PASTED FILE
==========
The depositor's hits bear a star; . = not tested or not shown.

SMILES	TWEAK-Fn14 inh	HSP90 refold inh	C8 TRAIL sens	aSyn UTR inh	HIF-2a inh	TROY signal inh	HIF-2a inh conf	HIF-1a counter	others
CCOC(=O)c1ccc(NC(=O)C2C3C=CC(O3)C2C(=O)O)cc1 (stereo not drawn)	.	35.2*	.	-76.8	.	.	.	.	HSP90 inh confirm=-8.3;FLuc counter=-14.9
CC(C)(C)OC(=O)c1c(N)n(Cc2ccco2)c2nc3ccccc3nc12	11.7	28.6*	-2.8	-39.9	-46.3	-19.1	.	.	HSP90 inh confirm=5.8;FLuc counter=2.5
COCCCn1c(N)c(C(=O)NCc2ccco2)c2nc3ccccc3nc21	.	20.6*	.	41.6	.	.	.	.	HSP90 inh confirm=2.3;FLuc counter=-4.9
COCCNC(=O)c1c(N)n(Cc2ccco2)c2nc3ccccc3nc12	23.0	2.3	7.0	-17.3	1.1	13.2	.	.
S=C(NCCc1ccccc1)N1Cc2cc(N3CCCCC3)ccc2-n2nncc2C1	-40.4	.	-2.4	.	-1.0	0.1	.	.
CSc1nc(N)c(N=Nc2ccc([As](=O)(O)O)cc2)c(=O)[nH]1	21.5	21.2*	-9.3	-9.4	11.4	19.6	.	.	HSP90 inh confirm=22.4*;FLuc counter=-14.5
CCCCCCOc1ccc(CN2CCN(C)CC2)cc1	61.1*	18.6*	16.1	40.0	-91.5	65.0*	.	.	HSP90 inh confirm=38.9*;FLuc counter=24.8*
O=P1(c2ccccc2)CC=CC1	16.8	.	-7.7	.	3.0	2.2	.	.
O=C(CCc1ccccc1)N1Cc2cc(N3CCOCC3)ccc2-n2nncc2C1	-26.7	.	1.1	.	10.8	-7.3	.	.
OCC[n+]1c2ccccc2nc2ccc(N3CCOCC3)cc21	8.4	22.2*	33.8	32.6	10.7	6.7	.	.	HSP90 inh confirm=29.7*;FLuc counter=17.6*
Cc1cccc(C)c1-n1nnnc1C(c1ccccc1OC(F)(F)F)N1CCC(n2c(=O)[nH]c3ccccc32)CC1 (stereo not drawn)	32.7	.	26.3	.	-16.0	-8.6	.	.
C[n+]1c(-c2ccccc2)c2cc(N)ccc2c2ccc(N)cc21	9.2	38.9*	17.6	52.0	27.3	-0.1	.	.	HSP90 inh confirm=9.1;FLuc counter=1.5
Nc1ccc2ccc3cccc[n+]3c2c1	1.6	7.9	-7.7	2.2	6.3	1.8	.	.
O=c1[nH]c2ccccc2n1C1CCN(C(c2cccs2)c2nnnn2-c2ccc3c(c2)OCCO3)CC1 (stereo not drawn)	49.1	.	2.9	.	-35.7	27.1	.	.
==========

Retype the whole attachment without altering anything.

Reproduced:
The depositor's hits bear a star; . = not tested or not shown.

SMILES	TWEAK-Fn14 inh	HSP90 refold inh	C8 TRAIL sens	aSyn UTR inh	HIF-2a inh	TROY signal inh	HIF-2a inh conf	HIF-1a counter	others
CCOC(=O)c1ccc(NC(=O)C2C3C=CC(O3)C2C(=O)O)cc1 (stereo not drawn)	.	35.2*	.	-76.8	.	.	.	.	HSP90 inh confirm=-8.3;FLuc counter=-14.9
CC(C)(C)OC(=O)c1c(N)n(Cc2ccco2)c2nc3ccccc3nc12	11.7	28.6*	-2.8	-39.9	-46.3	-19.1	.	.	HSP90 inh confirm=5.8;FLuc counter=2.5
COCCCn1c(N)c(C(=O)NCc2ccco2)c2nc3ccccc3nc21	.	20.6*	.	41.6	.	.	.	.	HSP90 inh confirm=2.3;FLuc counter=-4.9
COCCNC(=O)c1c(N)n(Cc2ccco2)c2nc3ccccc3nc12	23.0	2.3	7.0	-17.3	1.1	13.2	.	.
S=C(NCCc1ccccc1)N1Cc2cc(N3CCCCC3)ccc2-n2nncc2C1	-40.4	.	-2.4	.	-1.0	0.1	.	.
CSc1nc(N)c(N=Nc2ccc([As](=O)(O)O)cc2)c(=O)[nH]1	21.5	21.2*	-9.3	-9.4	11.4	19.6	.	.	HSP90 inh confirm=22.4*;FLuc counter=-14.5
CCCCCCOc1ccc(CN2CCN(C)CC2)cc1	61.1*	18.6*	16.1	40.0	-91.5	65.0*	.	.	HSP90 inh confirm=38.9*;FLuc counter=24.8*
O=P1(c2ccccc2)CC=CC1	16.8	.	-7.7	.	3.0	2.2	.	.
O=C(CCc1ccccc1)N1Cc2cc(N3CCOCC3)ccc2-n2nncc2C1	-26.7	.	1.1	.	10.8	-7.3	.	.
OCC[n+]1c2ccccc2nc2ccc(N3CCOCC3)cc21	8.4	22.2*	33.8	32.6	10.7	6.7	.	.	HSP90 inh confirm=29.7*;FLuc counter=17.6*
Cc1cccc(C)c1-n1nnnc1C(c1ccccc1OC(F)(F)F)N1CCC(n2c(=O)[nH]c3ccccc32)CC1 (stereo not drawn)	32.7	.	26.3	.	-16.0	-8.6	.	.
C[n+]1c(-c2ccccc2)c2cc(N)ccc2c2ccc(N)cc21	9.2	38.9*	17.6	52.0	27.3	-0.1	.	.	HSP90 inh confirm=9.1;FLuc counter=1.5
Nc1ccc2ccc3cccc[n+]3c2c1	1.6	7.9	-7.7	2.2	6.3	1.8	.	.
O=c1[nH]c2ccccc2n1C1CCN(C(c2cccs2)c2nnnn2-c2ccc3c(c2)OCCO3)CC1 (stereo not drawn)	49.1	.	2.9	.	-35.7	27.1	.	.